Kitsch

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Kitsch (English pronunciation: /ˈkɪtʃ/, loanword from German) is a form of art that is considered an inferior, tasteless copy of an extant style of art or a worthless imitation of art of recognized value. The concept is associated with the deliberate use of elements that may be thought of as cultural icons[1] while making cheap mass-produced objects that are unoriginal. Kitsch also refers to the types of art that are aesthetically deficient (whether or not being sentimental, glamorous, theatrical, or creative) and that make creative gestures which merely imitate the superficial appearances of art through repeated conventions and formulae. Excessive sentimentality often is associated with the term.

The term kitsch is considered derogatory, denoting works executed to pander to popular demand alone and purely for commercial purposes rather than works created as self-expression by an artist.[2] The term is generally reserved for unsubstantial and gaudy works that are calculated to have popular appeal and are considered pretentious and shallow rather than genuine artistic efforts.[3]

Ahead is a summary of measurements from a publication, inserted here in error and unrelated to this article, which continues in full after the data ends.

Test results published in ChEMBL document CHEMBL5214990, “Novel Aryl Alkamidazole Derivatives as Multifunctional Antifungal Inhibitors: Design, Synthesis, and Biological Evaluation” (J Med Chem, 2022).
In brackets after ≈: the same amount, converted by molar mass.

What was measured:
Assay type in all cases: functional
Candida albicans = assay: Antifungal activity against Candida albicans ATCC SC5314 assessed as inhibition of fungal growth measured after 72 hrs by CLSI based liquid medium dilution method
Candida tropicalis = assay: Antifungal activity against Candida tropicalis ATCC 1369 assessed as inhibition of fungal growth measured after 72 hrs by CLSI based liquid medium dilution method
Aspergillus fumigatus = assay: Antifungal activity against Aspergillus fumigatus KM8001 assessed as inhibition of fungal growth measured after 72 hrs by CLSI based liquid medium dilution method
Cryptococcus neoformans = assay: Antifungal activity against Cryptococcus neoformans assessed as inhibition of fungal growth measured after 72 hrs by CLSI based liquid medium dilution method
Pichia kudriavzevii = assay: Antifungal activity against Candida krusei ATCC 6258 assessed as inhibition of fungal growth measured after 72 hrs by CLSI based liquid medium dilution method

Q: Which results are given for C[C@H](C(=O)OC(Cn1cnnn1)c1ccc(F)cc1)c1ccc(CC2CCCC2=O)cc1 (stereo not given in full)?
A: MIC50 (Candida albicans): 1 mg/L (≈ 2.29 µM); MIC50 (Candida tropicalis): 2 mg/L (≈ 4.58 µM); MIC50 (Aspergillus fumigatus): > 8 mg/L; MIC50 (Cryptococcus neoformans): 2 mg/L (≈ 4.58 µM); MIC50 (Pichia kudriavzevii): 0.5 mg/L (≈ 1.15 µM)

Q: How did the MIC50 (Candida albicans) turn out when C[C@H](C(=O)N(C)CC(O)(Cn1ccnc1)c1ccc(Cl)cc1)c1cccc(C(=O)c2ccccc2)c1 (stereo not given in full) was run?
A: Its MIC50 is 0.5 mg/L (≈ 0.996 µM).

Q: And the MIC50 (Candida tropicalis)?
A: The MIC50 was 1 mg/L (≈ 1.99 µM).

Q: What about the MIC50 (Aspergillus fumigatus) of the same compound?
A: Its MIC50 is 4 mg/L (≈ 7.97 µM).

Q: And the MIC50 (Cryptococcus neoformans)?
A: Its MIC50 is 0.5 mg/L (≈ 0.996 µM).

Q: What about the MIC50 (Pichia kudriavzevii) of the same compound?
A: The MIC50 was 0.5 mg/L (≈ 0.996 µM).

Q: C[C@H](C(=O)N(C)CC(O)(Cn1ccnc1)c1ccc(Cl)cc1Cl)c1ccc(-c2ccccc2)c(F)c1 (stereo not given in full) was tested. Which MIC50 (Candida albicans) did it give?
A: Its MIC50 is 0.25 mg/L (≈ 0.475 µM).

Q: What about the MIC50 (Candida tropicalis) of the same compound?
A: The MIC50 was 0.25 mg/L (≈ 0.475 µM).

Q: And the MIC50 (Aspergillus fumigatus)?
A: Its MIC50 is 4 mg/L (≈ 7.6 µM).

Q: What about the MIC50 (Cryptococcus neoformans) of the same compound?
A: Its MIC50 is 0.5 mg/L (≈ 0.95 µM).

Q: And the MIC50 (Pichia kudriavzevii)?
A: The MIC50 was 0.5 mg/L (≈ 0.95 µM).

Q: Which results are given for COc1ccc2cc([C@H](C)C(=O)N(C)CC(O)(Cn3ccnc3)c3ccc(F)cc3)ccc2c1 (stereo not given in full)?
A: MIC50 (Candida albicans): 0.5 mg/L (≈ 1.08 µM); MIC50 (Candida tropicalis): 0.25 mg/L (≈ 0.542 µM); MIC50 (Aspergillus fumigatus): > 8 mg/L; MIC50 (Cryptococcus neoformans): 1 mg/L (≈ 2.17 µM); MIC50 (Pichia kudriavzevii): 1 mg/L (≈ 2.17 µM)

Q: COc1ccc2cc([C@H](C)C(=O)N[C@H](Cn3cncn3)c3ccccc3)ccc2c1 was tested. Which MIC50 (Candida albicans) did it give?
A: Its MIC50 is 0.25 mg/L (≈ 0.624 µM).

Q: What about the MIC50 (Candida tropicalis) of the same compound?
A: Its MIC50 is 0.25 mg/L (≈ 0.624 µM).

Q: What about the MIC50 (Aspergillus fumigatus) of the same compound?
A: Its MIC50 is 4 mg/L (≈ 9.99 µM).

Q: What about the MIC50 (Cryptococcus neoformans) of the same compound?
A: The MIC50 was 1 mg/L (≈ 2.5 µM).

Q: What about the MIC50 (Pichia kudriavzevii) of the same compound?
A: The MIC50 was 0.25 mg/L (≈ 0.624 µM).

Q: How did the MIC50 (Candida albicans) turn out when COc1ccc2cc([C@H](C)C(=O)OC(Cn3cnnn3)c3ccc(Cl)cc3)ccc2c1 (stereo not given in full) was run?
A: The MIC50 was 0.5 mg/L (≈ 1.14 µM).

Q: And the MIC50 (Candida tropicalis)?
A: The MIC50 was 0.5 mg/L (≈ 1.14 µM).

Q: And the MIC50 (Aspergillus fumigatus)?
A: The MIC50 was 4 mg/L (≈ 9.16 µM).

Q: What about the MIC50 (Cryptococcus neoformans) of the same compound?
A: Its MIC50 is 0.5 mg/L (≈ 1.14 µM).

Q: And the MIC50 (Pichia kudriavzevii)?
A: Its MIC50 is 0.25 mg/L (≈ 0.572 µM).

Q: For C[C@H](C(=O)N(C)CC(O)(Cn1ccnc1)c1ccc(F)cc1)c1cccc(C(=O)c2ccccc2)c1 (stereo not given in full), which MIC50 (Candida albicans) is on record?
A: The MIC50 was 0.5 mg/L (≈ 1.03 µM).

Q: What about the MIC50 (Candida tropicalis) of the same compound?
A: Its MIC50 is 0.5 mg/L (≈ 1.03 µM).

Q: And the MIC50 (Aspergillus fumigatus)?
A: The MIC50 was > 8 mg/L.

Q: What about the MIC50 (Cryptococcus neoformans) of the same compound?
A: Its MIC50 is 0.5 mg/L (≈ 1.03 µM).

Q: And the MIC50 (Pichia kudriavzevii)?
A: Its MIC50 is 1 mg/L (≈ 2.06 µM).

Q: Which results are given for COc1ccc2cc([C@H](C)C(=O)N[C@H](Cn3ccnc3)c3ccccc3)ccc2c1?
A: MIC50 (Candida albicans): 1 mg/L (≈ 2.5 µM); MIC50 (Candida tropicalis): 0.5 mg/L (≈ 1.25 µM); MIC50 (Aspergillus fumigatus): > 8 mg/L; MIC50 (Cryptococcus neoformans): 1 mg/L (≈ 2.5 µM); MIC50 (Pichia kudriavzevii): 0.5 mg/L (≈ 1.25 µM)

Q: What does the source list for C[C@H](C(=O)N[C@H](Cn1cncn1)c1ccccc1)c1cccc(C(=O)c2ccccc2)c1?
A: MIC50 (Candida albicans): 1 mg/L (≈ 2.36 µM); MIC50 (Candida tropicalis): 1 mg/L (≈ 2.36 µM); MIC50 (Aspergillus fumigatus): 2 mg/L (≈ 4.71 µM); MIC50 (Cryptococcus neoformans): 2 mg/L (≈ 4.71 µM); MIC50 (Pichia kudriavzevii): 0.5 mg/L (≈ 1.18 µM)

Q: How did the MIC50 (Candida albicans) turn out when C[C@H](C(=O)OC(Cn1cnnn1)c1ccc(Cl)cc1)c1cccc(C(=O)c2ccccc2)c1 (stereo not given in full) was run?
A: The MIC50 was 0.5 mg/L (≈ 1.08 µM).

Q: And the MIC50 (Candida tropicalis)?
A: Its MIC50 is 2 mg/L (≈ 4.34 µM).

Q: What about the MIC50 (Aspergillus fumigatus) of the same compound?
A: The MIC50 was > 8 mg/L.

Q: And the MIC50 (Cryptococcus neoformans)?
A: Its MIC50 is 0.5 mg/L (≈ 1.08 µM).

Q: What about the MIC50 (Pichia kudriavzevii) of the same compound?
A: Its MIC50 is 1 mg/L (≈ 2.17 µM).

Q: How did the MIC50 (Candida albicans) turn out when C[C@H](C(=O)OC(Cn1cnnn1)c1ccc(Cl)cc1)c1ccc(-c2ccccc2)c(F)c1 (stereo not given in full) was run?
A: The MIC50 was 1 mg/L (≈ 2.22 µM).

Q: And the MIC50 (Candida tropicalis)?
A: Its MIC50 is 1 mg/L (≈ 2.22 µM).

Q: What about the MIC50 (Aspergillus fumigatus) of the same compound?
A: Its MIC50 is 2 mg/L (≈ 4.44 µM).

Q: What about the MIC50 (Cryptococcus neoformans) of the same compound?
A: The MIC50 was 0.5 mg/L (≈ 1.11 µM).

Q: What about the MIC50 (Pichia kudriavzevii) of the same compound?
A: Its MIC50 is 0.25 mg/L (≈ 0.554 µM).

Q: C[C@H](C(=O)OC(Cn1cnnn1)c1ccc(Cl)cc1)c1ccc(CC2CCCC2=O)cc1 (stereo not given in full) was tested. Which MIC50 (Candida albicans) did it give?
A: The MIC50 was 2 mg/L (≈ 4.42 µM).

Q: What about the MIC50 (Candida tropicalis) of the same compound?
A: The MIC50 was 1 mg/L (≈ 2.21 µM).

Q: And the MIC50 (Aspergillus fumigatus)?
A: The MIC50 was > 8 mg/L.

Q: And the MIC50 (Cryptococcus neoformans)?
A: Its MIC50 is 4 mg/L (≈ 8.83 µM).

The concept of kitsch is applied to artwork that was a response to the 19th century art with aesthetics that convey exaggerated sentimentality and melodrama, hence, kitsch art is closely associated with sentimental art.

Contents

Etymology

The etymology is uncertain.

As a descriptive term, kitsch originated in the art markets of Munich in the 1860s and the 1870s, describing cheap, popular, and marketable pictures and sketches[4] In Das Buch vom Kitsch (The Book of Kitsch), Hans Reimann defines it as a professional expression “born in a painter's studio”. Writer Edward Koelwel rejects the suggestion that kitsch derives from the English word sketch, noting how the sketch was not then in vogue, and saying that kitsch art pictures were well-executed, finished paintings rather than sketches.

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